Friday, January 23, 2009

Music Rising at Sundance Film Festival 2009

Sunday, January 18, 2009

Music Rising is at Sundance Film Festival

Hi All, its been way too long since we posted to the blog here for Music Rising. We wanted to let you know that Music Rising is front and center at the Gibson Lodge this year at the Sundance Film Festival. Sting, Billy Morrison and The Doors stopped by today to sign special edition Music Rising Epiphone guitars which will be auctioned for Music Rising and the proceeds will continue to go straight to the Gulf Coast Region in the campaigns promise to help everyone who needs our aid. Three years after the hurricane disasters we know that there is still work to be done and we are committed to standing the test of time. Take a look at some of the press coming out this week at Sundance and you will see some very special photos and stories on how Music Rising is present there amidst the many musicians and actors who are willing to give us their support. In this new year we are thankful for our many friends who visit this blog and who continue to write and tell us their own personal stories. Make sure to visit often as we will be announcing more news this year. All the best and blessings in 2009!

Labels: Music Rising at Sundance Film Festival 2009

posted by Musicrising at 6:16 PM

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Tuesday, January 20, 2009

Praise song for the day - Elizabeth Alexander

This inaugural poem is more than appropriate here in Reach Out for New Orleans. It takes us to a place of greater unity and compassion, and just one step closer to the solution of continued Post-Katrina struggles. You can insert images of individuals and families effected by the hurricane, as well as those using their hands, hearts, and hopes to a livable return. Please read it aloud thoughtfully and join me in the transformation.

Praise song for the day.

Each day we go about our business, walking past each other, catching each others' eyes or not, about to speak or speaking. All about us is noise. All about us is noise and bramble, thorn and din, each one of our ancestors on our tongues. Someone is stitching up a hem, darning a hole in a uniform, patching a tire, repairing the things in need of repair.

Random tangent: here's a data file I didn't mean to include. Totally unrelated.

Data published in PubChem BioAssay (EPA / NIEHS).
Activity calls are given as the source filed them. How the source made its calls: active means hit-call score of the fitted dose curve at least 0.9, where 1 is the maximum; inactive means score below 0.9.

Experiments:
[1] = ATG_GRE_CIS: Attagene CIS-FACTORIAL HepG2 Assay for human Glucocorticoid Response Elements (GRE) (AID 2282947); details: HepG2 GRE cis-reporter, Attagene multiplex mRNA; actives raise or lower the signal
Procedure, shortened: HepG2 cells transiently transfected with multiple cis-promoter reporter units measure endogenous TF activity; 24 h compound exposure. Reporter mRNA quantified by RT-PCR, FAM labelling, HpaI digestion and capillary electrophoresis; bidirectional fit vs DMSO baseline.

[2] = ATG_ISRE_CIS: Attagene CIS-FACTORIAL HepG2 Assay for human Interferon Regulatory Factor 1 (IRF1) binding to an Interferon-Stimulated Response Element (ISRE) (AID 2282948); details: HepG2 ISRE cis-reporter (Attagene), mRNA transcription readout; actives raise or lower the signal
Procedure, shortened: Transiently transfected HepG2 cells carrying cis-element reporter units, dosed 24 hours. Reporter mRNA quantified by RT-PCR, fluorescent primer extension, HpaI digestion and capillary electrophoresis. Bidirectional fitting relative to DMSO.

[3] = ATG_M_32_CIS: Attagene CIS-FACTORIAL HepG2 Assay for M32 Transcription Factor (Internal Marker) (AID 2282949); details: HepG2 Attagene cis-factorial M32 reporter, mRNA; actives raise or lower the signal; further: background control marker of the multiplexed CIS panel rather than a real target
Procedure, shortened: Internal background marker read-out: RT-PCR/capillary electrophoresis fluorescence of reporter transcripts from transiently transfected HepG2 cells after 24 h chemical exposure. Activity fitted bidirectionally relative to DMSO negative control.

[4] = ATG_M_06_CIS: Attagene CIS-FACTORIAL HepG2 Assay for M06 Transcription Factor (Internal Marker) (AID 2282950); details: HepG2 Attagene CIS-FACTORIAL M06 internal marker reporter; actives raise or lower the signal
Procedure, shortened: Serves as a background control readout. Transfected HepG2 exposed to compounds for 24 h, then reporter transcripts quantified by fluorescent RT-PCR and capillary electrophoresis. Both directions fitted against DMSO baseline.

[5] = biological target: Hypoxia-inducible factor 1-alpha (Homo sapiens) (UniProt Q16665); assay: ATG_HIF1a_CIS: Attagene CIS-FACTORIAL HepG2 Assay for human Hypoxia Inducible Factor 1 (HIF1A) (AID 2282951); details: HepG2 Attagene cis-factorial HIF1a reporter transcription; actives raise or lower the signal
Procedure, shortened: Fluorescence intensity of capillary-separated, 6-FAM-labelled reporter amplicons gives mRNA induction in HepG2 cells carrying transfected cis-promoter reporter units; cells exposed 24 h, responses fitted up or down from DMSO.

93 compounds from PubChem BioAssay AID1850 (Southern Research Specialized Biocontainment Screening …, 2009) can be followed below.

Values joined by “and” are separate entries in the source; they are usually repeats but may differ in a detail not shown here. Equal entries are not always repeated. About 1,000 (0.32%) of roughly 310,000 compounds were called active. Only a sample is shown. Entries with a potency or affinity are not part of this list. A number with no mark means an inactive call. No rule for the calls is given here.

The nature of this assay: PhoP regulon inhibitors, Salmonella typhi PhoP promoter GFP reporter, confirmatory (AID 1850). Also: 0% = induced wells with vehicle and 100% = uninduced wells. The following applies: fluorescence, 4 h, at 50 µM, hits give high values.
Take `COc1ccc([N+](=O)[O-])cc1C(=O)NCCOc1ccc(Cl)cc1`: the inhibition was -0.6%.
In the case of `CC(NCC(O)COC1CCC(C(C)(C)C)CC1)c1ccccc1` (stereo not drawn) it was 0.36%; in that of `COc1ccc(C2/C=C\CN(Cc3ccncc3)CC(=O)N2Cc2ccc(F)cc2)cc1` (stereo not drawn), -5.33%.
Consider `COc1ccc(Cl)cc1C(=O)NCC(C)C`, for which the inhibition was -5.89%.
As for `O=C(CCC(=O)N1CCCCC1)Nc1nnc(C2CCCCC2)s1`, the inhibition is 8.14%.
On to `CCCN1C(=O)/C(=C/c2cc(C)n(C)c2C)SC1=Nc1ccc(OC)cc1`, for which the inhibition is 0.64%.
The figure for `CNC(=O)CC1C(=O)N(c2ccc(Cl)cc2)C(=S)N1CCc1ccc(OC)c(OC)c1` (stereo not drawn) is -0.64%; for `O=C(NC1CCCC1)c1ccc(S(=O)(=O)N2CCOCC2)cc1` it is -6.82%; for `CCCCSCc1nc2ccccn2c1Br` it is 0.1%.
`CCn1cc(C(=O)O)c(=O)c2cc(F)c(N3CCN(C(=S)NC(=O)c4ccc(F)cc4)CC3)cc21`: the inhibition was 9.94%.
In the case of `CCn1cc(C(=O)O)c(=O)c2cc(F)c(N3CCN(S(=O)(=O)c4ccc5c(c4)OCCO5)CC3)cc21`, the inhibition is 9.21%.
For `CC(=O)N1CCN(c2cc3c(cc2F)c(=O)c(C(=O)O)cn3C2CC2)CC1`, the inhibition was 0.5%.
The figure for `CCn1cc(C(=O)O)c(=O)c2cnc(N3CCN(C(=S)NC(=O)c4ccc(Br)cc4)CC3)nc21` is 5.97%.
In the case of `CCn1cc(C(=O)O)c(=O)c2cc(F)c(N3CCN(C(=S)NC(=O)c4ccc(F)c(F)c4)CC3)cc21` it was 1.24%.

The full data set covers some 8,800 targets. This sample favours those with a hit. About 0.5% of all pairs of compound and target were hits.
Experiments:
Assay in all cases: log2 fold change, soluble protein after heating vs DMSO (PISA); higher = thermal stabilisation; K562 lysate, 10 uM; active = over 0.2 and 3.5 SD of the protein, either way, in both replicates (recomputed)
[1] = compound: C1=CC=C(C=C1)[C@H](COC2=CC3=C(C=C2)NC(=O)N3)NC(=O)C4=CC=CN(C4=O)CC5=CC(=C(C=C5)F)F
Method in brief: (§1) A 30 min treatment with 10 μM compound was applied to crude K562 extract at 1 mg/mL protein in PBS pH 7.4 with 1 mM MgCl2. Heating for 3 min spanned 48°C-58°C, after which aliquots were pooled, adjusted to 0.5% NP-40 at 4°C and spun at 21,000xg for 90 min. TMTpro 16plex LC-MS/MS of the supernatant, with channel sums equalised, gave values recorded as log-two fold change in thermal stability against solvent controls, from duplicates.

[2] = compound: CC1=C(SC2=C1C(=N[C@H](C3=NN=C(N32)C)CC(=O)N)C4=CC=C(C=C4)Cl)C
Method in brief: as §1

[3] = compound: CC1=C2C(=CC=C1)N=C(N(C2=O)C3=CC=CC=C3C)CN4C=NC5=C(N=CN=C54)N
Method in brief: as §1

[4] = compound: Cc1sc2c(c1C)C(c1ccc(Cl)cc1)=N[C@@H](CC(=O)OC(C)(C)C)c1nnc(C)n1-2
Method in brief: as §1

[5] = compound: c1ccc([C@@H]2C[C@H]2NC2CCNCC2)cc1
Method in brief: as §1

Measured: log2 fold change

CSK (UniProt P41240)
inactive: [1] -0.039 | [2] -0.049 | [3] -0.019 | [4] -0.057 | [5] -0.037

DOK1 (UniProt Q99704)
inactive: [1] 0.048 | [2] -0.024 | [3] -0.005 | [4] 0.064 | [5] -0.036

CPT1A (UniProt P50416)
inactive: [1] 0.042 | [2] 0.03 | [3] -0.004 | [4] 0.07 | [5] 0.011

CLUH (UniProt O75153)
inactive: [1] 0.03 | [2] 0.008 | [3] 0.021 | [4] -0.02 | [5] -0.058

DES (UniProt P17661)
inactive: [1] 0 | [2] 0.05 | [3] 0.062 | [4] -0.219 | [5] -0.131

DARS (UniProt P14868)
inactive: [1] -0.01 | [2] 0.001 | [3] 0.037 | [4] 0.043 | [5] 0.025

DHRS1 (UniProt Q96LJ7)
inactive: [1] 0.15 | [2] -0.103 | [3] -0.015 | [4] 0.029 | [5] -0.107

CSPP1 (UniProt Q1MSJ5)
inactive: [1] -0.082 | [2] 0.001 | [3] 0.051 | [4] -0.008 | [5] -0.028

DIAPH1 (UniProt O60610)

Someone is trying to make music somewhere with a pair of wooden spoons on an oil drum with cello, boom box, harmonica, voice.

A woman and her son wait for the bus.

A farmer considers the changing sky; A teacher says, "Take out your pencils. Begin."

We encounter each other in words, words spiny or smooth, whispered or declaimed; words to consider, reconsider.

We cross dirt roads and highways that mark the will of someone and then others who said, "I need to see what's on the other side; I know there's something better down the road."

We need to find a place where we are safe; We walk into that which we cannot yet see.

Say it plain, that many have died for this day. Sing the names of the dead who brought us here, who laid the train tracks, raised the bridges, picked the cotton and the lettuce, built brick by brick the glittering edifices they would then keep clean and work inside of.

Praise song for struggle; praise song for the day. Praise song for every hand-lettered sign; The figuring it out at kitchen tables.

Some live by "Love thy neighbor as thy self."

Others by first do no harm, or take no more than you need.

What if the mightiest word is love, love beyond marital, filial, national. Love that casts a widening pool of light. Love with no need to preempt grievance.

In today's sharp sparkle, this winter air, anything can be made, any sentence begun.

On the brink, on the brim, on the cusp -- praise song for walking forward in that light.